[box] But it is missing something essential. That building, the leadership that works in that building, and the programs that the building houses are not the church. The book of Acts says that Christ purchased the church with his own blood. [/box]
Christ didn’t purchase any buildings. If he had bought a building, he probably would have started with a house for himself because he was homeless.
We are the church. If we are faced with the unenviable task of finding another church location because we’ve moved (Heaven forbid that happens to any of you, but if it did), I would hope that you would go in with the mindset of, “How can I be a blessing to this group of folks?” I wouldn’t want you to be thinking, “How do these folks meet my needs?”
[box] Are you being the church this morning? Are you unified with those here? Are you faithful? Are you prayerful? Do you share a common goal with this group of people here to be a witness of the resurrection? It’s not a very big list–this list of the things which constitutes a true church[/box] .
Again we will see what that is, in its fullness, in the weeks to come, as we study Acts 2.
We have people here in this place that share these things — Are you a part of that group of people? Or are you that piece of charcoal that is off to itself and dying out?
What Makes an Institution Timeless and Authentic?
There was a game invented around 1840 in our country in the state of New York. It was the game of baseball. The appeal of baseball is greater than ever before in our day and time. I think part of the reason for this is because it never left its roots. The game is still played much the same as when it burst on the scene in the 1800’s. The same cannot be said of other even more ancient games.
While the modern day game of golf was invented in the 15th century, the equipment that it is played with now does not even resemble that of the old days. Where they used to play with leather balls, and wooden shafts, the modern clubs now boast proprietary cutting-edge materials. The balls nowadays are made of who knows what–something secret. Where a good shot in the old days may have been 200 yards, pros these days are regularly hitting the ball nearly twice that far. Dustin Johnson has recorded a 430 yard drive in regulation play this year! If you know anything about the game. That is pure beast mode.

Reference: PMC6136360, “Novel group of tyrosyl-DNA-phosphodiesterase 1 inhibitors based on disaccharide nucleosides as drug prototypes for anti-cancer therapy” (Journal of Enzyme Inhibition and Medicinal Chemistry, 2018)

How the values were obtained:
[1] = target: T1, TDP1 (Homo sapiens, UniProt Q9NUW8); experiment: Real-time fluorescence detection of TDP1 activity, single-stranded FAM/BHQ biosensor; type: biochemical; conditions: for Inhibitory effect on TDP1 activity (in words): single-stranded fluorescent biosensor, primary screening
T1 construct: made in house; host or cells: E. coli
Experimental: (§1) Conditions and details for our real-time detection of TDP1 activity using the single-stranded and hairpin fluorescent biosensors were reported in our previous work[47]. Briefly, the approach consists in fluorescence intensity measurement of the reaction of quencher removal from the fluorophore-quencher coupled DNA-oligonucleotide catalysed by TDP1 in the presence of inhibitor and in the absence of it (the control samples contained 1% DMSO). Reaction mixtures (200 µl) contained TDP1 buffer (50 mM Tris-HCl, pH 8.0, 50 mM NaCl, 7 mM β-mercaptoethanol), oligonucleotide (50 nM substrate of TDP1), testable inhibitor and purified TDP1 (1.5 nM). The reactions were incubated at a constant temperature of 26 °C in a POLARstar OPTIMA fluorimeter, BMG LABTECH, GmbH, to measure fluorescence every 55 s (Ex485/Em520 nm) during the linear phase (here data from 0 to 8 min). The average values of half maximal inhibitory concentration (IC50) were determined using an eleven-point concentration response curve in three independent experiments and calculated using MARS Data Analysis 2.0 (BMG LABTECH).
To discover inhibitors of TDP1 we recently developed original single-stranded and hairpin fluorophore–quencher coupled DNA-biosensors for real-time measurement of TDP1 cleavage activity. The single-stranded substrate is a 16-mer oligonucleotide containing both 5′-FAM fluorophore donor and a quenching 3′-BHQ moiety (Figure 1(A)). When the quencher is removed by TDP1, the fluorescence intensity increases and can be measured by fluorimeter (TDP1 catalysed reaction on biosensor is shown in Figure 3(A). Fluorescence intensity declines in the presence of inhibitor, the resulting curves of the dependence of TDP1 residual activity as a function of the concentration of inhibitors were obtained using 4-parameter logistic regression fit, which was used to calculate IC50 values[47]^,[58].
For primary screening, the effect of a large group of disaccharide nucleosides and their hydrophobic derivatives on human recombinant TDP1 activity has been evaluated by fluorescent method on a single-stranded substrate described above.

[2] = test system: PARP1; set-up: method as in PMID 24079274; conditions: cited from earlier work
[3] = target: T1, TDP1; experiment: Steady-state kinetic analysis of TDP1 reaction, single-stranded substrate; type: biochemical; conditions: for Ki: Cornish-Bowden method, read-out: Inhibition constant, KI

One of the endearing things about the game of baseball is that the equipment is essentially the same as it has always been and that equipment has a certain appeal to it. They play this game on a field of grass and dirt. The bat is made of a hard wood. No metal bats are allowed in the major leagues. Their gloves to field the ball are made out of leather. So is the baseball. Except for the catcher, the players wear a cotton uniform with a cap that looks pretty much like it always has. Everything in the game is natural and old fashioned in its composition. There is an authenticity to baseball that has caused it to remain — to endure.
Likewise, I believe there is a certain something about the early church and their way of doing things, that is appealing. It is compelling in its simplicity, its authenticity, and its singularity of purpose. Much like baseball, I think you can find, if you look for it, the Church, in pockets, that is much like it has always existed–dwelling in unity, in faithfulness to the original commands of the Lord, and in obedience to his Word.
Watch the full sermon below.
Posted by Koinonia Church on Sunday, July 8, 2018
[author] [author_image timthumb=’on’]https://koinoniachurch.info/wp-content/uploads/2017/02/Pastor-Dan.jpeg[/author_image] [author_info] Pastor Dan Woody is a founding elder for Koinonia. He has been serving churches as a pastor for the past 13 years. He and his wife Peggy are the parents of two sons, Chris and Jonathan. Pastor Dan is currently studying for his Mdiv with The North American Reformed Seminary. His interests include music, and most outdoor sports like golf, hiking, tennis and fishing. [/author_info] [/author]